Handmaid’s Tale – Margaret Atwood

The Handmaid’s Tale Rating – 5 out of 5

Synopsis

Offred’s, a handmaid in the dystopian Republic of Gilead, life is confined to very strict ways of thinking and acting from an oppressive regime. She makes an account of her daily life, the horrors and joys of it as she and other handmaids try to do the one thing the republic still deems as useful – produce a healthy child. Flashbacks of her life before Gilead show how society devolved into the theocratic military dictatorship that runs her world.

The Handmaid's Tale

Favorite Quote

“Nothing changes instantaneously: in a gradual heating bathtub you’d boil to death before you knew it. There were stories in the newspapers, of course, corpses in ditches or the woods, bludgeoned to death or mutilated, interfered with, as they used to say, but they were about other women and the men who did such things were other men. None of them were the men we knew. The newspaper stories were like dreams to us, bad dreams dreamt by others…

We were the the people who were not in the papers. We lived in the blank spaces at the edges of print. It gave us more freedom.

We lived in the gaps between the stories.”

Handmaid’s Tale, pg. 57The Handmaid's Tale

Why I liked it

This is a hard book to read, especially for a fairly liberal woman. The society that is set up in this novel is so toxic towards women that it is frightening to read. It should actually be noted at this point that some may find the subject matter of the novel hard to process because of the extreme nature of how women specifically are treated in Gilead.

Handmaid’s Tale is told in the first person which lends itself to allowing us to live inside the head of a woman in this society. What struck me was the way that she had policed her own thoughts to be in accordance with the new society around her. Offred’s coping mechanism for having to follow incredibly strict social norms is to make them a part of her thoughts and decisions, not to reject them. In a way, it’s amazing how compliant she is with the regime, but it also shows I think a pretty accurate depiction of what a person will do to survive.

The drawback of this way of writing is that we do not get much clarity about the society at large, but instead the narrative is focused on the experiences that Offred goes through not only in the present, but also how she reacted at every turn during the time period where things were changing from the liberal society to the theocratic military dictatorship. Instead of going deeply into the mechanics of social change, the story instead was focused on how one person could not realized and fight back against something simply because they did not realize what was at stake.

Book Club Question

Are there any questions? (Sorry, I had to!)

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Passenger – Alexandra Bracken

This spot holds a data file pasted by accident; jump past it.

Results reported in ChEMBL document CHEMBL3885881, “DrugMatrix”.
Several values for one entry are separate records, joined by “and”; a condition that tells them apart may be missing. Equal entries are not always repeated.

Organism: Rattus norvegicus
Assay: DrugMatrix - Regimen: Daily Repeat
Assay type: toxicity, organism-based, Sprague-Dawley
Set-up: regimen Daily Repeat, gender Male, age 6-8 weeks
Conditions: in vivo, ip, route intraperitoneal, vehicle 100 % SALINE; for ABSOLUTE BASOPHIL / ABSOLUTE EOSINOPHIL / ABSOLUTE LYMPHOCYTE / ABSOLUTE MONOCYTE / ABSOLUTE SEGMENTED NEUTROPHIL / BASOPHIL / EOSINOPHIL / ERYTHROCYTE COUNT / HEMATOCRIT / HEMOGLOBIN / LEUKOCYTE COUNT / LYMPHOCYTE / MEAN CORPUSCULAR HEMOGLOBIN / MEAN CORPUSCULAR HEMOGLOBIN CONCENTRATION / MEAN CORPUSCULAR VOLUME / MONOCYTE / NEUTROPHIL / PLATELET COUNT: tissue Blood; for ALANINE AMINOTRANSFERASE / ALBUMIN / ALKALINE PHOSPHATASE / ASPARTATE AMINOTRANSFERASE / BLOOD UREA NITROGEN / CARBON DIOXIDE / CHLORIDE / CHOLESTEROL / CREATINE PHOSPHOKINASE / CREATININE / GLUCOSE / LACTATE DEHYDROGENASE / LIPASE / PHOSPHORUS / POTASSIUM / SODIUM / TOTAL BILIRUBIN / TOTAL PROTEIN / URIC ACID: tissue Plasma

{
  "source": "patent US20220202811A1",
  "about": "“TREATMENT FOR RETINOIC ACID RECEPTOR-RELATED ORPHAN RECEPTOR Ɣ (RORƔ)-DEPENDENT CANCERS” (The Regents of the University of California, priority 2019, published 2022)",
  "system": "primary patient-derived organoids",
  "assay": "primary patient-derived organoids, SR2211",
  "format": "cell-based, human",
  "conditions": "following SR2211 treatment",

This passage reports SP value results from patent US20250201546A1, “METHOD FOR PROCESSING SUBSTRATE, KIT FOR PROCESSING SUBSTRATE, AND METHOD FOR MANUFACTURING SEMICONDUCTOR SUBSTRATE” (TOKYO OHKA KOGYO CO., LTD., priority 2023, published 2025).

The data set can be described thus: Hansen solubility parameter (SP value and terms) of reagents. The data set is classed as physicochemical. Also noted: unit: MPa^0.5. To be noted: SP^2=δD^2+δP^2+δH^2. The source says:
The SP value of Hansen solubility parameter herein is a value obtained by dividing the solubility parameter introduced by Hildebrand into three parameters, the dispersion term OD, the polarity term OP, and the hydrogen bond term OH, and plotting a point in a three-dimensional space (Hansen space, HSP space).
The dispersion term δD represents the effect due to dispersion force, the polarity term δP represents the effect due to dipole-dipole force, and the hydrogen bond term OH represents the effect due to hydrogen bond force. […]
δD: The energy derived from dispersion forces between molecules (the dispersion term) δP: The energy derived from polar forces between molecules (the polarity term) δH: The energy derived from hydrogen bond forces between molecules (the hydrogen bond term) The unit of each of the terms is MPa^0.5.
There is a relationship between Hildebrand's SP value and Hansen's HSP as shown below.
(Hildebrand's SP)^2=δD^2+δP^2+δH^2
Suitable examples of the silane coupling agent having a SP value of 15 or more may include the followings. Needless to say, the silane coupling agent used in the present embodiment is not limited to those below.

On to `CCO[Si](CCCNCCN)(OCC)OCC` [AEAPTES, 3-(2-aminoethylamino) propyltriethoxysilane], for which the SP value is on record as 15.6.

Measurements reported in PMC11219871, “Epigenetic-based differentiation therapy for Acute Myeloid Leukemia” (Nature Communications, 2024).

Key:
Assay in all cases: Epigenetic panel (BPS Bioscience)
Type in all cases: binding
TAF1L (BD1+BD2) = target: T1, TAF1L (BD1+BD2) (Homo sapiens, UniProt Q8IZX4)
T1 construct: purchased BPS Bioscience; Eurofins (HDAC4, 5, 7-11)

Passenger Rating – 3.5 out of 5

Synopsis

Henrietta “Etta” Spencer is a concert-level violinist who’s mother’s past has always been a little mysterious. At one of her biggest performances yet things go awry and Etta is thrust into a new adventure as she seeks an family heirloom and discovers her time traveling powers.

Passenger - Alexandra Bracken

Favorite Quote

“I knew your great-grandad had bequeathed it to me so I could make a choice about my future. I’ve never regretted selling that old thing, because it brought me here. I want you to remember that – it’s our choices that matter in the end. Not wishes, not words, not promises.”

Passenger, pg. 20Passenger_AlexandraBracken.jpg

Why I liked it

Passengers by Alexandra Bracken is an adventure from start to finish complete with romance and intrigue on both the high seas and elsewhere in space and time. The action of the book centers around a quest for an item to save Etta’s mother from danger. As this story unfolds the complexity around the ideas of time travel are well maintained but are not ground breaking nor do they cover new territory. I think writing is good in the scenes where dialogue or personal conviction and confliction occur but found myself losing track of what was happening during the action sequences. The book ends on a bit of a cliff hanger, so I am anxious to see where this leads in the sequel, Wayfarer will lead. I am intrigued by the story itself and hope that we will see good things from Bracken in the future.

Book Club Question

How would you feel about living in different eras like most of the travelers do?

This and all my posts may contain affiliate links! ❤ -Kate

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Born a Crime – Trevor Noah

Born a Crime: Stories from a South African Childhood Rating – 4.3 out of 5

Synopsis

Trevor Noah writes about his experiences as a mix-raced child under Apartheid in South Africa. The stories he tells about his childhood feature his thoughts on race, being a son to a strong and independent mother and the hijinks he got into.

Favorite Quote

“I knew my cousins were getting beaten for things that I’d done, but I wasn’t interested in changing my grandmother’s perspective, because that would mean I’d get beaten, too. Why would I do that? So that I’d feel better? Being beaten didn’t make me feel better. I had a choice. I could champion racial justice in our home, or I could enjoy granny’s cookies. I went with the cookies.”

-Born a Crime: Stories from a South African Childhood, Pg. 52-53.

IMG_0094_BornaCrime

Why I liked it

Trevor Noah is an amazing comedian who can find the humor in all that has happened to him. He does not shy away from writing about the the things that make some people uncomfortable. I find that the best way to write about these types of issues, racial injustice and domestic violence in particular, is to write it earnestly and without hyperbole. Noah’s stories are earnest depictions of his life. I was able to see how such an unusual childhood so different than my own was also relatable, not because I have gone through anything like he had but because devious children are devious children no matter what situation they are in.

Noah writes mostly about his mother and how her strength and resolve saw them through what were difficult and often dangerous situations. I do not always like autobiographies, especially ones of people who are young, but Noah’s reads like a biography of his mother rather than a self-indulgent depiction of his own accomplishments. The story is book-ended and driven by her belief in herself and a God in a way that is touching. Noah’s respect and love for his mother is apparent and my respect for her is incredible. She is the subject of this book, and it is all the better for it.